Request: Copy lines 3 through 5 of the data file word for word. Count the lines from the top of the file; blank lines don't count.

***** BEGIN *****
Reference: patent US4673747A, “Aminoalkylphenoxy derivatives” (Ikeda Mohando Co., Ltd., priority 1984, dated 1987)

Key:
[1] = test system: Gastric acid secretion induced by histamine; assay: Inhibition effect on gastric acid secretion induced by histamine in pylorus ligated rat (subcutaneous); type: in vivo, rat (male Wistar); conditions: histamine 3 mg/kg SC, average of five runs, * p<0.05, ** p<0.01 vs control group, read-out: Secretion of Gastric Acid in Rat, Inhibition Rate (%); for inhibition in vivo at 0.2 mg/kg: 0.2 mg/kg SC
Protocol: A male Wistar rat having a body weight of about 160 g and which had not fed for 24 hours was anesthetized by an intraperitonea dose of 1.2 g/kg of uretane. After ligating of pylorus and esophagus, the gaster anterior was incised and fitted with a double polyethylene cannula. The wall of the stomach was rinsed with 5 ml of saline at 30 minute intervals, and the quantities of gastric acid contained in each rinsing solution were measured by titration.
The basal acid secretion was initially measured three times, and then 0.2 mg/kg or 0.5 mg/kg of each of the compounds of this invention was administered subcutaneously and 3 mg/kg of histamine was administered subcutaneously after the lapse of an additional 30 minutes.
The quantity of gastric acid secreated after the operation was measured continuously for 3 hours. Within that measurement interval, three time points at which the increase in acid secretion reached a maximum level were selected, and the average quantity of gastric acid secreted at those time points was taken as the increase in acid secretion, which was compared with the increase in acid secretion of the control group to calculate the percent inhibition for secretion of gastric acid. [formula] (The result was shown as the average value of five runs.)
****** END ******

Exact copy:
[1] = test system: Gastric acid secretion induced by histamine; assay: Inhibition effect on gastric acid secretion induced by histamine in pylorus ligated rat (subcutaneous); type: in vivo, rat (male Wistar); conditions: histamine 3 mg/kg SC, average of five runs, * p<0.05, ** p<0.01 vs control group, read-out: Secretion of Gastric Acid in Rat, Inhibition Rate (%); for inhibition in vivo at 0.2 mg/kg: 0.2 mg/kg SC
Protocol: A male Wistar rat having a body weight of about 160 g and which had not fed for 24 hours was anesthetized by an intraperitonea dose of 1.2 g/kg of uretane. After ligating of pylorus and esophagus, the gaster anterior was incised and fitted with a double polyethylene cannula. The wall of the stomach was rinsed with 5 ml of saline at 30 minute intervals, and the quantities of gastric acid contained in each rinsing solution were measured by titration.
The basal acid secretion was initially measured three times, and then 0.2 mg/kg or 0.5 mg/kg of each of the compounds of this invention was administered subcutaneously and 3 mg/kg of histamine was administered subcutaneously after the lapse of an additional 30 minutes.